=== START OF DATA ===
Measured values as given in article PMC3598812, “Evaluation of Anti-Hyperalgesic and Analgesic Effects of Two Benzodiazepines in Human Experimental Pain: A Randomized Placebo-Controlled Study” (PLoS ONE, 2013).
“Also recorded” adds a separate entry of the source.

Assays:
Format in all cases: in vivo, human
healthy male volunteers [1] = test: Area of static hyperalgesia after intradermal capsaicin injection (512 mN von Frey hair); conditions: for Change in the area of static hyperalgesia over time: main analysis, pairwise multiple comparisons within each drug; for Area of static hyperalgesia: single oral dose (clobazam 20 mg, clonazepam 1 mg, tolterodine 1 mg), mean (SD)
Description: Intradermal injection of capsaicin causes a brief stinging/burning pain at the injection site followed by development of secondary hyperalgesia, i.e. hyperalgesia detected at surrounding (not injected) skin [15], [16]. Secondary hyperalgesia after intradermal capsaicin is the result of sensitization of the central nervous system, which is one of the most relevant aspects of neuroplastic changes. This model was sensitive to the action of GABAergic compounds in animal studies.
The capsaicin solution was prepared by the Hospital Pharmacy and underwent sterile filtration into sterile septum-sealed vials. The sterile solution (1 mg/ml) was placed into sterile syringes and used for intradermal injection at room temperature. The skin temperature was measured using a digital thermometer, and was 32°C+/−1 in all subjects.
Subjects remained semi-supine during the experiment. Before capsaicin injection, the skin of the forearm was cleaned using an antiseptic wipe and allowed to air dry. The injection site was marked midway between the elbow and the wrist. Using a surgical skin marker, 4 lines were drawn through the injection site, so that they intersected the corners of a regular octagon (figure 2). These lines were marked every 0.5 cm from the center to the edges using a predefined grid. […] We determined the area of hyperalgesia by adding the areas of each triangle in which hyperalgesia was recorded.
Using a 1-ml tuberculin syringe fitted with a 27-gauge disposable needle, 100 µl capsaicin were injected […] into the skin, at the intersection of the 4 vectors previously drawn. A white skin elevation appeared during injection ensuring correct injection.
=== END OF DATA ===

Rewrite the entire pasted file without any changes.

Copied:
Measured values as given in article PMC3598812, “Evaluation of Anti-Hyperalgesic and Analgesic Effects of Two Benzodiazepines in Human Experimental Pain: A Randomized Placebo-Controlled Study” (PLoS ONE, 2013).
“Also recorded” adds a separate entry of the source.

Assays:
Format in all cases: in vivo, human
healthy male volunteers [1] = test: Area of static hyperalgesia after intradermal capsaicin injection (512 mN von Frey hair); conditions: for Change in the area of static hyperalgesia over time: main analysis, pairwise multiple comparisons within each drug; for Area of static hyperalgesia: single oral dose (clobazam 20 mg, clonazepam 1 mg, tolterodine 1 mg), mean (SD)
Description: Intradermal injection of capsaicin causes a brief stinging/burning pain at the injection site followed by development of secondary hyperalgesia, i.e. hyperalgesia detected at surrounding (not injected) skin [15], [16]. Secondary hyperalgesia after intradermal capsaicin is the result of sensitization of the central nervous system, which is one of the most relevant aspects of neuroplastic changes. This model was sensitive to the action of GABAergic compounds in animal studies.
The capsaicin solution was prepared by the Hospital Pharmacy and underwent sterile filtration into sterile septum-sealed vials. The sterile solution (1 mg/ml) was placed into sterile syringes and used for intradermal injection at room temperature. The skin temperature was measured using a digital thermometer, and was 32°C+/−1 in all subjects.
Subjects remained semi-supine during the experiment. Before capsaicin injection, the skin of the forearm was cleaned using an antiseptic wipe and allowed to air dry. The injection site was marked midway between the elbow and the wrist. Using a surgical skin marker, 4 lines were drawn through the injection site, so that they intersected the corners of a regular octagon (figure 2). These lines were marked every 0.5 cm from the center to the edges using a predefined grid. […] We determined the area of hyperalgesia by adding the areas of each triangle in which hyperalgesia was recorded.
Using a 1-ml tuberculin syringe fitted with a 27-gauge disposable needle, 100 µl capsaicin were injected […] into the skin, at the intersection of the 4 vectors previously drawn. A white skin elevation appeared during injection ensuring correct injection.